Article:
Ensuring that no child is left behind
Bangladesh is on track to graduate from the United Nations’ Least Developed Countries list and become a Developing Country by 2026.
Although Bangladesh is enjoying increased prosperity compared to previous years, many children remain trapped in a cycle of poverty and vulnerability.
The COVID-19 pandemic dealt a further economic blow to many families. According to a joint study by UNICEF and the General Economics Division of the Bangladesh Planning Commission, the pandemic caused the average income of households to drop by an estimated 19 per cent. When families struggle to put food on the table, children are at greater risk of child labour and child marriage.
There are 57 million children in Bangladesh, accounting for 33 per cent of the population. Helping them to reach their potential will be a critical factor in the country’s development and future economic prospects, especially as Bangladesh has one of the fastest ageing populations in the world.
But childhood poverty remains a key challenge. Nationwide 24 per cent of children under the age of 18 live in poverty, and 13 per cent of children live in extreme poverty. Social protection programmes are in place but three-quarters of the poorest and most vulnerable households are not covered by them.
The gaps are particularly acute in cities. Rapid urbanization in Bangladesh means that 35 per cent of its population now lives in cities. However, social security schemes have failed to keep up with this trend. As a result, only 4 per cent of social security schemes are exclusively for urban areas.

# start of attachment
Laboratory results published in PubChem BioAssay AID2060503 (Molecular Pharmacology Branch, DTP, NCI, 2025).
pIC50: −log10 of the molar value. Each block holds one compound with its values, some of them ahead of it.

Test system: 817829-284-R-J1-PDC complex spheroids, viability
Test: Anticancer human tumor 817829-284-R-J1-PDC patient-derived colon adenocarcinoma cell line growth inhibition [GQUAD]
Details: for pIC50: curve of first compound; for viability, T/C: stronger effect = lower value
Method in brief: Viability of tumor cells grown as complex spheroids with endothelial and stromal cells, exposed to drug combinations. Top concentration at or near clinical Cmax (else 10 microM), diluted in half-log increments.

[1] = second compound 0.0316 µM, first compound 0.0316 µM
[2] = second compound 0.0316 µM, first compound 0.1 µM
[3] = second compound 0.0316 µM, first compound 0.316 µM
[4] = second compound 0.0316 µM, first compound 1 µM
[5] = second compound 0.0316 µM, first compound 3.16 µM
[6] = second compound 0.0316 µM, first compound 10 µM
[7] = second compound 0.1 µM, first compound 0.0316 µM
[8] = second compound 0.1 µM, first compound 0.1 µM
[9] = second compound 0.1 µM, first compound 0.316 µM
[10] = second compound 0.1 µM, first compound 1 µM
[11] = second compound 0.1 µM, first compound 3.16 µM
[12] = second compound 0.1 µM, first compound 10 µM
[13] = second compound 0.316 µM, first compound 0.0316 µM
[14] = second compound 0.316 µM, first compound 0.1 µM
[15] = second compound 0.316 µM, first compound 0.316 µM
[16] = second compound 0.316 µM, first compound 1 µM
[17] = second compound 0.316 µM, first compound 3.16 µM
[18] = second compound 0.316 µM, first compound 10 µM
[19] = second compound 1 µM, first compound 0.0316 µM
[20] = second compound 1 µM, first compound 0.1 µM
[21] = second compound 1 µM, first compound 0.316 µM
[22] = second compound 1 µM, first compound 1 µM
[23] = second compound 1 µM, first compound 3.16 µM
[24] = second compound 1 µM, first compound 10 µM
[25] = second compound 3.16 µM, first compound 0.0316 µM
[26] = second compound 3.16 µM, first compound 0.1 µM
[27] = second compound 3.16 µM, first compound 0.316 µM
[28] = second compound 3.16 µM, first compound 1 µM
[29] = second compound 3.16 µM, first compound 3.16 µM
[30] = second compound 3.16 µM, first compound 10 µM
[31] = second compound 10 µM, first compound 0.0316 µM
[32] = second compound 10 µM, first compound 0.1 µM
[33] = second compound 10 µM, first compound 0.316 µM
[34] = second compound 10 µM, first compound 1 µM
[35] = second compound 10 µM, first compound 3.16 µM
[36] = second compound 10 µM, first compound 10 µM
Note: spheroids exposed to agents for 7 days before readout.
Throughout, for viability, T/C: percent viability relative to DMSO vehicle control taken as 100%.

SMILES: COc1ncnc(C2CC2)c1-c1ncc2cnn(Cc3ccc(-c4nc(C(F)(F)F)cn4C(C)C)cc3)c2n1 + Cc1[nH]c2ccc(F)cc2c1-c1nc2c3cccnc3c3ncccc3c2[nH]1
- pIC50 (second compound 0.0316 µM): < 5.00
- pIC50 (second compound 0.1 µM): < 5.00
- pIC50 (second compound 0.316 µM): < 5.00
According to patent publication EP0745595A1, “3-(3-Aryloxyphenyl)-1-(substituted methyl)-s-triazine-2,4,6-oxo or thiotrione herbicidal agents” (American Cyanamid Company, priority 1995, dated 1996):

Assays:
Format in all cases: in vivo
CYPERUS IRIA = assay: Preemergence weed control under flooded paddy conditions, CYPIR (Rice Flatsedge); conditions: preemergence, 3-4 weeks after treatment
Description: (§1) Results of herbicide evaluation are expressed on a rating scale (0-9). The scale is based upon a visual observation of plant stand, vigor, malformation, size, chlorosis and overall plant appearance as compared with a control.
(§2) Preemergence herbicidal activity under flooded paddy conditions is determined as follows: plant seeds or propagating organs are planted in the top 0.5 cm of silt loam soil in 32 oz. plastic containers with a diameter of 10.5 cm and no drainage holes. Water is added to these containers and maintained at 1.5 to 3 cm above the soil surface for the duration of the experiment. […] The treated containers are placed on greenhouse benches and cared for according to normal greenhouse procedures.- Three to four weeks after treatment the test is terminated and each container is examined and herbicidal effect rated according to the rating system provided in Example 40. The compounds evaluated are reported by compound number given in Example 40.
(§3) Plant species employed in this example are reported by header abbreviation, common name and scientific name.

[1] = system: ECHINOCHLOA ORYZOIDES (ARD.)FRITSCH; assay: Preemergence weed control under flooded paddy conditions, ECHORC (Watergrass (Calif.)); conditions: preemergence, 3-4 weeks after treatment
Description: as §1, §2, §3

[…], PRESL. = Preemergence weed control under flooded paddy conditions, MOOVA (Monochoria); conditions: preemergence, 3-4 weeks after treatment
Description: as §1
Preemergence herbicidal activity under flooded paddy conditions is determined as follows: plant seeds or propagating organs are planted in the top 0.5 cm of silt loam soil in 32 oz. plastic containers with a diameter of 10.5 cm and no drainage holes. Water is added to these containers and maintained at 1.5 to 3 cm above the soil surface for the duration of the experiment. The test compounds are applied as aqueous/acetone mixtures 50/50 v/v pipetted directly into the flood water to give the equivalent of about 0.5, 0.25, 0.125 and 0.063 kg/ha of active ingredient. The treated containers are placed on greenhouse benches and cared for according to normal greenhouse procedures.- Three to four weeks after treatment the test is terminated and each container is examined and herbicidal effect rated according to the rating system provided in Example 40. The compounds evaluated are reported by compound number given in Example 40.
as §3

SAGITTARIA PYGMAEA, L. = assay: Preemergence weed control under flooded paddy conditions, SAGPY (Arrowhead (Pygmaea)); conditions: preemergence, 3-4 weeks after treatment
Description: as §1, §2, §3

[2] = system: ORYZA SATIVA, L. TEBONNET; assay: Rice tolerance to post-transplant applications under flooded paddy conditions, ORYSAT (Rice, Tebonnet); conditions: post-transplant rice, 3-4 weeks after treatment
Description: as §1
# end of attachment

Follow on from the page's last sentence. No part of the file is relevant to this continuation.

Increased frequency and intensity of cyclones and floods that regularly hit Bangladesh push households often to resort to harmful strategies to cope with and adapt to change, such as skipping meals, taking children out of school, early marriage of children and forgoing medical care. The COVID-19 pandemic and weather-induced disasters have highlighted the need to have a social protection system which responds to these shocks by providing support to mitigate risks and protection from falling into poverty due to livelihood loss.
Children represent a significant portion of the population, yet only 15 per cent of the social protection budget is spent on them. There is also not enough focus on women, despite their specific needs. Only 27 out of 120 social protection programmes in 2016/17 had women as the primary focus.
With one in three Bangladeshis currently under the age of 18, it is essential to invest in children now for utilizing the fast-closing window of opportunity to reap the demographic dividend.
UNICEF is working with the Government of Bangladesh to ensure that children are at the centre of social policies that are based on solid evidence.
UNICEF’s focus on facts and providing timely data helps policymakers to efficiently and effectively plan allocate and utilize resources for equitable social policies and programmes to better serve children.
UNICEF is also working to strengthen systems and coordinate among multiple agencies and ministries to expand social protection to all children in Bangladesh, particularly the most disadvantaged.